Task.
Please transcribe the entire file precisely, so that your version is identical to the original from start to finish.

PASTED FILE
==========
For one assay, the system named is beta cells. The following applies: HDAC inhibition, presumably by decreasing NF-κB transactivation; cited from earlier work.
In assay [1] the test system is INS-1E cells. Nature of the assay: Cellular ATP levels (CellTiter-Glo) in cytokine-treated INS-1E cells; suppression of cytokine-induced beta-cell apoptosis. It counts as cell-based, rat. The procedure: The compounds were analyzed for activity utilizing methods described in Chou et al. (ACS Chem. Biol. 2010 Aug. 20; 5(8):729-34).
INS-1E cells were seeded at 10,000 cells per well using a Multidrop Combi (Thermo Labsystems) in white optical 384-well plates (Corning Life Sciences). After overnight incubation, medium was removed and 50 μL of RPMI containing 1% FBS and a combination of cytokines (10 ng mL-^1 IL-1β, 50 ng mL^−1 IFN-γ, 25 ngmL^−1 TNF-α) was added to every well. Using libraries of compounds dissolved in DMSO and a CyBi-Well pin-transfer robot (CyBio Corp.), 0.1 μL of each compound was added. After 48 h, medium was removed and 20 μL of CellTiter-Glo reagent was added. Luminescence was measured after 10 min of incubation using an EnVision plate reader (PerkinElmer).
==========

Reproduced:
For one assay, the system named is beta cells. The following applies: HDAC inhibition, presumably by decreasing NF-κB transactivation; cited from earlier work.
In assay [1] the test system is INS-1E cells. Nature of the assay: Cellular ATP levels (CellTiter-Glo) in cytokine-treated INS-1E cells; suppression of cytokine-induced beta-cell apoptosis. It counts as cell-based, rat. The procedure: The compounds were analyzed for activity utilizing methods described in Chou et al. (ACS Chem. Biol. 2010 Aug. 20; 5(8):729-34).
INS-1E cells were seeded at 10,000 cells per well using a Multidrop Combi (Thermo Labsystems) in white optical 384-well plates (Corning Life Sciences). After overnight incubation, medium was removed and 50 μL of RPMI containing 1% FBS and a combination of cytokines (10 ng mL-^1 IL-1β, 50 ng mL^−1 IFN-γ, 25 ngmL^−1 TNF-α) was added to every well. Using libraries of compounds dissolved in DMSO and a CyBi-Well pin-transfer robot (CyBio Corp.), 0.1 μL of each compound was added. After 48 h, medium was removed and 20 μL of CellTiter-Glo reagent was added. Luminescence was measured after 10 min of incubation using an EnVision plate reader (PerkinElmer).